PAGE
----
Never Mind “The Internet of Things” – Try “The Internet of Us”

A Man With An Internet Pacemaker Walks Into A Bar…

The device in that man’s chest, a life-giving second or third chance at life, might be connected as an Internet Protocol (IP) address to the Internet. Increasingly, pacemakers ARE connected to the web and enable doctors to monitor heart health and other physical attributes of patients. A positive thing? Many if not most patients would think so. But what if that IP address is hacked by someone living in Kiev, Tehran or maybe Peoria? That someone, that hacker, might be able to jolt that man’s heart, causing pain, suffering or even death.

This is NOT fiction, according to Mark Goodman, a longtime security and anti-terrorism advisor, and author of “Future Crimes: Everything Is Connected, Everyone Is Vulnerable and What We Can Do About It”.

Although Goodman breezily takes readers through numerous pitfalls of our increasingly connected age — terrorist war rooms, networks and entire cities — he proposes measures to protect ourselves against hacktivists (at least the bad ones), and challenges governments and companies to create another Manhattan Project, but this time for widespread cyber-security.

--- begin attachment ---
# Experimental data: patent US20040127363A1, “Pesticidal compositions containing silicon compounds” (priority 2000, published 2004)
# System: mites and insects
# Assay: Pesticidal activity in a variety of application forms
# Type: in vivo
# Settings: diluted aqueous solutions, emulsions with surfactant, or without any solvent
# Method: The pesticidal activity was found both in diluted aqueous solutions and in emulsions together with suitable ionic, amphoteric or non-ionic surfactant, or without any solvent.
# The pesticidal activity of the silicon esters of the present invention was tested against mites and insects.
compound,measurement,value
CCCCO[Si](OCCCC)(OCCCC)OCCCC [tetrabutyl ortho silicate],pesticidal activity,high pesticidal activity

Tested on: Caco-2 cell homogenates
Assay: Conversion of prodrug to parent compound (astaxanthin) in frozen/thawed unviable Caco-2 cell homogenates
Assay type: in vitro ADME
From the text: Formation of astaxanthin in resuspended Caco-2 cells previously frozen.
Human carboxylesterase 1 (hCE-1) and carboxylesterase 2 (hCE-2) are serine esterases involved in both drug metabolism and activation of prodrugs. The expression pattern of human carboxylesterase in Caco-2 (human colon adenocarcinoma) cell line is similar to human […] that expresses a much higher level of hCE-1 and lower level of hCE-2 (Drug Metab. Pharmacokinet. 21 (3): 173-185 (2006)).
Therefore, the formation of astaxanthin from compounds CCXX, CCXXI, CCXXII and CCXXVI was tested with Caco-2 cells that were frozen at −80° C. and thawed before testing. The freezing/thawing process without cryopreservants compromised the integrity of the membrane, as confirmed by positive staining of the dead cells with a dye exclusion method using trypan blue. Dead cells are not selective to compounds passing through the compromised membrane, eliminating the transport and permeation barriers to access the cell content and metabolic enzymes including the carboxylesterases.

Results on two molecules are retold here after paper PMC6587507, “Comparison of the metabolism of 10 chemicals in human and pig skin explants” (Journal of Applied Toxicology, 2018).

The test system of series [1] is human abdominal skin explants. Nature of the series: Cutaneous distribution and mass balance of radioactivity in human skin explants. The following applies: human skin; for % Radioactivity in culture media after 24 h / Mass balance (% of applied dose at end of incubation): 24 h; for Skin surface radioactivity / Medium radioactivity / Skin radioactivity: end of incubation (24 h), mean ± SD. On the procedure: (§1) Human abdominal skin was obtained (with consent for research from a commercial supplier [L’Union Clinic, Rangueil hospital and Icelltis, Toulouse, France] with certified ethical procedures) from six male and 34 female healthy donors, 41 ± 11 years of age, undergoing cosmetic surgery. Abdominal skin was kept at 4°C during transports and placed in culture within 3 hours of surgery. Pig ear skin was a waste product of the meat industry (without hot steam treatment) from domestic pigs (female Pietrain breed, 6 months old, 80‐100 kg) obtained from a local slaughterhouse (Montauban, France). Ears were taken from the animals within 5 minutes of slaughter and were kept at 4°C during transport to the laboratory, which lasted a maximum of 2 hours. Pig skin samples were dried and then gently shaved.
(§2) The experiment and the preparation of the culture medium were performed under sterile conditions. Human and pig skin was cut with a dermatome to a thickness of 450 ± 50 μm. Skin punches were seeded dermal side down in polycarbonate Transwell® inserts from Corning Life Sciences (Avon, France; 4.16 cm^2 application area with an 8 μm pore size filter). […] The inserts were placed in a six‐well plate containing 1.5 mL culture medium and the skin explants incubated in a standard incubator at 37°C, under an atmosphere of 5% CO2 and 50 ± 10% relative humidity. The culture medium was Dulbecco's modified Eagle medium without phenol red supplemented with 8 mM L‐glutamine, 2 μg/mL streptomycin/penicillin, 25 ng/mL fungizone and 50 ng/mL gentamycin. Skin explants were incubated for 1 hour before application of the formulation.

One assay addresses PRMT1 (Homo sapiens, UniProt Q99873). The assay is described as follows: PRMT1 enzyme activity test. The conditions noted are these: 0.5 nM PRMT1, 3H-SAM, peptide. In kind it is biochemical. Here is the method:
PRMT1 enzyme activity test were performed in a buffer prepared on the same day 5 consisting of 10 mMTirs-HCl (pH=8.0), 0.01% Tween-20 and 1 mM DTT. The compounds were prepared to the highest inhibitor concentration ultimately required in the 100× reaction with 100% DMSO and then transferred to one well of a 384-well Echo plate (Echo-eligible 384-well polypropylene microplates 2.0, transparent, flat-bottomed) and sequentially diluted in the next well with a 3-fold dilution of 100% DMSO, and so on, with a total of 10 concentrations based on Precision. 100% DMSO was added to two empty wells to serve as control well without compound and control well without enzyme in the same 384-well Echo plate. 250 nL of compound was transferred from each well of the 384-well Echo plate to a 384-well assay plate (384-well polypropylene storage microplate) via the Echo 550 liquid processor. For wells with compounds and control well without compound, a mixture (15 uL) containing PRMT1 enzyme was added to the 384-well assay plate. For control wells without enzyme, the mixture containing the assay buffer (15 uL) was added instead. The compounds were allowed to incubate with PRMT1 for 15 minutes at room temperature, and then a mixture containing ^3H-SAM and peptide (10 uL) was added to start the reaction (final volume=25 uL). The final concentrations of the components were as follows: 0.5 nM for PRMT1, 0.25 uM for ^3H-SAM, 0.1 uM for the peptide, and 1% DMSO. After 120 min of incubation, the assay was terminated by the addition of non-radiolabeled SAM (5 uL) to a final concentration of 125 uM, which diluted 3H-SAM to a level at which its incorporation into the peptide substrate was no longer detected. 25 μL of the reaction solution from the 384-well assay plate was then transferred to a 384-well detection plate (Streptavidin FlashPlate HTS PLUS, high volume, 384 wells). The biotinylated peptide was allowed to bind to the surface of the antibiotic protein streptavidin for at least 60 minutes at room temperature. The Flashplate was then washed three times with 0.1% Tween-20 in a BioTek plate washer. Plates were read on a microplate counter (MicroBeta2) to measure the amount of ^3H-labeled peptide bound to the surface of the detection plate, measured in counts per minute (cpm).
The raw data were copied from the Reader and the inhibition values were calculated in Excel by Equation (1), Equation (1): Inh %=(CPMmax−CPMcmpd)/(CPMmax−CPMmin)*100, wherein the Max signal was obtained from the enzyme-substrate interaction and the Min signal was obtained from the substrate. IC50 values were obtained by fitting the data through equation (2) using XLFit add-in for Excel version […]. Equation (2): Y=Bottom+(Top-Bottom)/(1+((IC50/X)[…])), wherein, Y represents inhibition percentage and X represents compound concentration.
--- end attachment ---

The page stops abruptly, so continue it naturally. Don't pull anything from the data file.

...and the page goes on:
Goodman excoriates politicians and CEOs alike for not speaking about threats these people well know. According to Goodman, it takes the average company 211 days AFTER cyber-security threats have already occurred to be aware of any system hacking. Consider only recent major hacks of Sony, Target, AOL and JP Morgan Chase, and you get an idea of the scope — now and in the future — of the problem.

If our cyber-security problems are as small as a golf ball right now, Goodman says consider the Sun as our comparative obstacle in the future. Stay vigilant, take charge and, Goodman advises, “get intentional” about the security of the Internet of Things — and of People.

Greg Goaley, President of WinCommunications in Des Moines, Iowa, is a former copywriter and creative editor, and a 25-year digital content strategist and provider. Kathryn Towner is President of WinM@il USA, a former 15-year sales rep for Random House/McGraw-Hill, and a 20-year permission-based email publications consultant and provider.